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Germany / Low Wage Workers Dependent on Welfare Benefits

Germany’s low unemployment rate is the envy of much of Europe. Yet it masks the difficulties many working Germans have in making ends meet and their reliance on welfare benefits. The issue could become important as the election campaign heats up.

Despite Germany’s low unemployment rate, a growing number of the working poor in the country are not earning a living wage and are therefore in need of supplemental welfare payments, according to a newspaper report on Wednesday.

Citing data from the Federal Employment Agency, the Süddeutsche Zeitung reports that the past four years have seen a steady increase in the number of individuals who require state money to get by despite working full- or part-time jobs.

The agency registered a 2012 average of 323,000 households in such situations — 20,000 more than in 2009. The figures were more striking for singles, showing a 38 percent increase over the same time period to 75,600.

The total number of employed recipients of welfare, which underwent a massive reform in Germany 10 years ago, has stayed about the same over the past four years at 1.3 million. Roughly half of those people had a so-called “mini-job” — one that pays so little it is exempt from social insurance contributions.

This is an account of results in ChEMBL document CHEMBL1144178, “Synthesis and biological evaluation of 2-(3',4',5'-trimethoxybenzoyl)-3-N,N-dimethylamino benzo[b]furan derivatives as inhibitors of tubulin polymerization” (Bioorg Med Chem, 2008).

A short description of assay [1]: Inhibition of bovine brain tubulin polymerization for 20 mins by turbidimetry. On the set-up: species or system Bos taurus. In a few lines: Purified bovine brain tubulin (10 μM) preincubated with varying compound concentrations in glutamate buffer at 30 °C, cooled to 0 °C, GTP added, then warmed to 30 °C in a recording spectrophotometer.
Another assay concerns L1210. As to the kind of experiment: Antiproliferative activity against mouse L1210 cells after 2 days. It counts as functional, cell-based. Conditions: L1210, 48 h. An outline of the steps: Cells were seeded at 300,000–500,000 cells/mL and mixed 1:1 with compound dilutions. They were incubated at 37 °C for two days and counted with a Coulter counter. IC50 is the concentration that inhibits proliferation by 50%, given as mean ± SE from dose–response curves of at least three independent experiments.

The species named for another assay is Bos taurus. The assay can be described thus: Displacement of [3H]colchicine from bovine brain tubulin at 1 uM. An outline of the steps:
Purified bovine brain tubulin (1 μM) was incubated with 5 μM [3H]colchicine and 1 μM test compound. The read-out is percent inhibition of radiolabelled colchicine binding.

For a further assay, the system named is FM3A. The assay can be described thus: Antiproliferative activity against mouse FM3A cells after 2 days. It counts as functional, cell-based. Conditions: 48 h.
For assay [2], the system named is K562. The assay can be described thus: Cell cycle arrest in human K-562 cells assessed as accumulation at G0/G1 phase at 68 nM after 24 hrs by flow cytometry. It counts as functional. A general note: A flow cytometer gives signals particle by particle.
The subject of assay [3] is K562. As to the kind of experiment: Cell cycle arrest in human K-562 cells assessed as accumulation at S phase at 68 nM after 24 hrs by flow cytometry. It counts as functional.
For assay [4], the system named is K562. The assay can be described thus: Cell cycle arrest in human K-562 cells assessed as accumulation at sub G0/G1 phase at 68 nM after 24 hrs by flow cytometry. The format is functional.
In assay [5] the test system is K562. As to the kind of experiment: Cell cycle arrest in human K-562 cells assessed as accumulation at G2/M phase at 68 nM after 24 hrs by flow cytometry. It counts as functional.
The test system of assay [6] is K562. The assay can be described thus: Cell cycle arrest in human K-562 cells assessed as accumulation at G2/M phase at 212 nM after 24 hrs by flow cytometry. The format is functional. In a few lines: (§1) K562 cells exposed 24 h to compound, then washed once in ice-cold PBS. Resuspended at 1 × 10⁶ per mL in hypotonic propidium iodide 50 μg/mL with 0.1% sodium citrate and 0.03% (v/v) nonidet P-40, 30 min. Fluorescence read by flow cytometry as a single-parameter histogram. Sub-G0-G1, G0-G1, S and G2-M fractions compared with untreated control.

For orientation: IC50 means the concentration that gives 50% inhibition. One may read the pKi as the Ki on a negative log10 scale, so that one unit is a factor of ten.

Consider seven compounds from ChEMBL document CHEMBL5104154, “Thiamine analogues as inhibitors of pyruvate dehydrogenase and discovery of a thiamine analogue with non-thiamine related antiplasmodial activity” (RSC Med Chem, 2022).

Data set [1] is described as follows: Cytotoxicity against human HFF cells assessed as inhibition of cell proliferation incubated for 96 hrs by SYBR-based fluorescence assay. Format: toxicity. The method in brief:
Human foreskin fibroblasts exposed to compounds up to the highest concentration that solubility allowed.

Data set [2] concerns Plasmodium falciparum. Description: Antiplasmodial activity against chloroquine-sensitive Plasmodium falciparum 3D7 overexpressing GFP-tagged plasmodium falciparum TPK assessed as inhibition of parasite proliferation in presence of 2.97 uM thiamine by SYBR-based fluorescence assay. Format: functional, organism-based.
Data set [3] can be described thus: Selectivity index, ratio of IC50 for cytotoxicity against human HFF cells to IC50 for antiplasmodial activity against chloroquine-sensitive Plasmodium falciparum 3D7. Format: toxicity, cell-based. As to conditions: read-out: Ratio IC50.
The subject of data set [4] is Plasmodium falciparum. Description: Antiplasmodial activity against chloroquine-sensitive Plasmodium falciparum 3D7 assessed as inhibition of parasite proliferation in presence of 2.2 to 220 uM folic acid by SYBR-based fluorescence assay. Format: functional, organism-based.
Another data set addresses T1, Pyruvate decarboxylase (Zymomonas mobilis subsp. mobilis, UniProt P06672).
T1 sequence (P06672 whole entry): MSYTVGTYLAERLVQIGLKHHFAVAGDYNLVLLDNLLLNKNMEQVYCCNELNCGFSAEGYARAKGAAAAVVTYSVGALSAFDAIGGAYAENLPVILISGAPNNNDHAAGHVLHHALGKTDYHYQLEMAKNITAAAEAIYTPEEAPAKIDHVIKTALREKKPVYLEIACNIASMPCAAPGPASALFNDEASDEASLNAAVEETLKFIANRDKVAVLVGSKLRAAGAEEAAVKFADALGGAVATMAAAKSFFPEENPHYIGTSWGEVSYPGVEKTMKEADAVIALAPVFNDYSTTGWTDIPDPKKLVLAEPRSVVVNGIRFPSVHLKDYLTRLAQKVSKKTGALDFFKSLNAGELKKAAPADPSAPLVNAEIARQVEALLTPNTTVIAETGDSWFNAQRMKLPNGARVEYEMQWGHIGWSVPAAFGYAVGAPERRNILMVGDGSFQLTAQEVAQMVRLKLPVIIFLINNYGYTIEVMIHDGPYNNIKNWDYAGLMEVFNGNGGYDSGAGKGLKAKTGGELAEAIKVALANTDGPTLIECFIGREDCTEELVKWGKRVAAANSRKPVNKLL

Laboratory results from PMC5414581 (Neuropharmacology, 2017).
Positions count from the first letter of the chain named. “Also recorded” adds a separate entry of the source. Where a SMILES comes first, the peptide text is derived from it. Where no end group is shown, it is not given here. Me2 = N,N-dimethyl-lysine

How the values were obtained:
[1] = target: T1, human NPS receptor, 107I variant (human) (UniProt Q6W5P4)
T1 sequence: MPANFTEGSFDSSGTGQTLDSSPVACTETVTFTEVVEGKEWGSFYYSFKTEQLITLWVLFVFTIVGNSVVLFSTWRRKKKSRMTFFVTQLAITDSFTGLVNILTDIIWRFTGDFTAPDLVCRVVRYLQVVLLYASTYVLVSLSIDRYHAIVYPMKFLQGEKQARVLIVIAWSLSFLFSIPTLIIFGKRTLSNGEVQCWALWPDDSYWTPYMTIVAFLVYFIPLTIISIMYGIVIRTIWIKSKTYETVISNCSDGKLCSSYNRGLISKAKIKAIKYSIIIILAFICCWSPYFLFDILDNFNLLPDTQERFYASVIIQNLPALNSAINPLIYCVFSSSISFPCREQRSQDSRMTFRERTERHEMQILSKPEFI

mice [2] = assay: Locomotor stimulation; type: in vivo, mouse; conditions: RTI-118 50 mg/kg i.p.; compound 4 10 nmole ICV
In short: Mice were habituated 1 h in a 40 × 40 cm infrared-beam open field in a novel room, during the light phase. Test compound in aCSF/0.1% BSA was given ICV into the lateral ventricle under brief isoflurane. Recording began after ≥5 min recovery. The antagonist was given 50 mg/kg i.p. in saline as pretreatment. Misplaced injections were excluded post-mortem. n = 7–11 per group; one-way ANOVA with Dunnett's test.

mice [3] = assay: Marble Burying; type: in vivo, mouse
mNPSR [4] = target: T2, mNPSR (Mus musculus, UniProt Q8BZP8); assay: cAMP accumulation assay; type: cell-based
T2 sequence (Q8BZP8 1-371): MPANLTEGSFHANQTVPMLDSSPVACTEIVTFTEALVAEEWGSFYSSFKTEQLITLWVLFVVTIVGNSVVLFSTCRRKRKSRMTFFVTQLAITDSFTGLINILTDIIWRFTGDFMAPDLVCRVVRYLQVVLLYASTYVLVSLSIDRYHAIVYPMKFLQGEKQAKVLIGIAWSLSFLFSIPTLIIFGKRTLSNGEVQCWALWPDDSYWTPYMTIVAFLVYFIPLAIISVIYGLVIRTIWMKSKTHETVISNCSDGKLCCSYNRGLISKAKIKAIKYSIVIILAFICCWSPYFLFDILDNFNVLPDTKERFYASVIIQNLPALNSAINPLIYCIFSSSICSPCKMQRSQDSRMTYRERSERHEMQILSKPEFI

Chosen excerpts by Job Market Monitor


via Report Cites Rise in Low Wage Workers Dependent on Welfare Benefits – SPIEGEL ONLINE.


2 thoughts on “Germany / Low Wage Workers Dependent on Welfare Benefits

  1. Reblogged this on This Got My Attention and commented:
    There will always be some jobs that need to be done with human labor but will pay very little. At the same time, there will always be those who for one reason or another have few skills to offer.

    Posted by Mike | May 9, 2013, 8:19 am
  2. What are the reasons for the increase of employed workers receiving state benefits, especially during the last four years (given the change in welfare rules took effect 10 years ago)? And why the larger increase by single adults? Is it lack of education? Is it that many/some sector jobs that paid above poverty wages are gone or due to competition decreased wages & benefits? Just curious as to the why factor.


    Posted by Noel Radomski | May 9, 2013, 10:10 am

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